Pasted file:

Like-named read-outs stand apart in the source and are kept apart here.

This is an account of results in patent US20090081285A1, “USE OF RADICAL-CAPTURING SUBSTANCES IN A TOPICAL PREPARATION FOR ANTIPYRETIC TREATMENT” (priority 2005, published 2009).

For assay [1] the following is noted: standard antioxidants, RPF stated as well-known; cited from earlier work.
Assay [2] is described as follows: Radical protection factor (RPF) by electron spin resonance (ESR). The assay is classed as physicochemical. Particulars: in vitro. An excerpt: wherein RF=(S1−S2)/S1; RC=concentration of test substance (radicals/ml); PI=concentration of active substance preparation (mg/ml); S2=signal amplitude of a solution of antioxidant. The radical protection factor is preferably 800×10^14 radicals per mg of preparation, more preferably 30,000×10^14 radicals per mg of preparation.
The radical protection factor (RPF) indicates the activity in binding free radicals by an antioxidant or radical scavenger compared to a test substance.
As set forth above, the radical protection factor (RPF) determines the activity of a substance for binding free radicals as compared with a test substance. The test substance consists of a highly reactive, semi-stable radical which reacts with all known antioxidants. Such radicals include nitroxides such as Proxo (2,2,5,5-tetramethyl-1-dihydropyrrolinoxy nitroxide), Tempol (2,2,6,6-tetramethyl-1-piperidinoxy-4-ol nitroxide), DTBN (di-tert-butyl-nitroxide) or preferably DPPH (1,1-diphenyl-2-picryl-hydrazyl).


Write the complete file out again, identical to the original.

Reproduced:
Like-named read-outs stand apart in the source and are kept apart here.

This is an account of results in patent US20090081285A1, “USE OF RADICAL-CAPTURING SUBSTANCES IN A TOPICAL PREPARATION FOR ANTIPYRETIC TREATMENT” (priority 2005, published 2009).

For assay [1] the following is noted: standard antioxidants, RPF stated as well-known; cited from earlier work.
Assay [2] is described as follows: Radical protection factor (RPF) by electron spin resonance (ESR). The assay is classed as physicochemical. Particulars: in vitro. An excerpt: wherein RF=(S1−S2)/S1; RC=concentration of test substance (radicals/ml); PI=concentration of active substance preparation (mg/ml); S2=signal amplitude of a solution of antioxidant. The radical protection factor is preferably 800×10^14 radicals per mg of preparation, more preferably 30,000×10^14 radicals per mg of preparation.
The radical protection factor (RPF) indicates the activity in binding free radicals by an antioxidant or radical scavenger compared to a test substance.
As set forth above, the radical protection factor (RPF) determines the activity of a substance for binding free radicals as compared with a test substance. The test substance consists of a highly reactive, semi-stable radical which reacts with all known antioxidants. Such radicals include nitroxides such as Proxo (2,2,5,5-tetramethyl-1-dihydropyrrolinoxy nitroxide), Tempol (2,2,6,6-tetramethyl-1-piperidinoxy-4-ol nitroxide), DTBN (di-tert-butyl-nitroxide) or preferably DPPH (1,1-diphenyl-2-picryl-hydrazyl).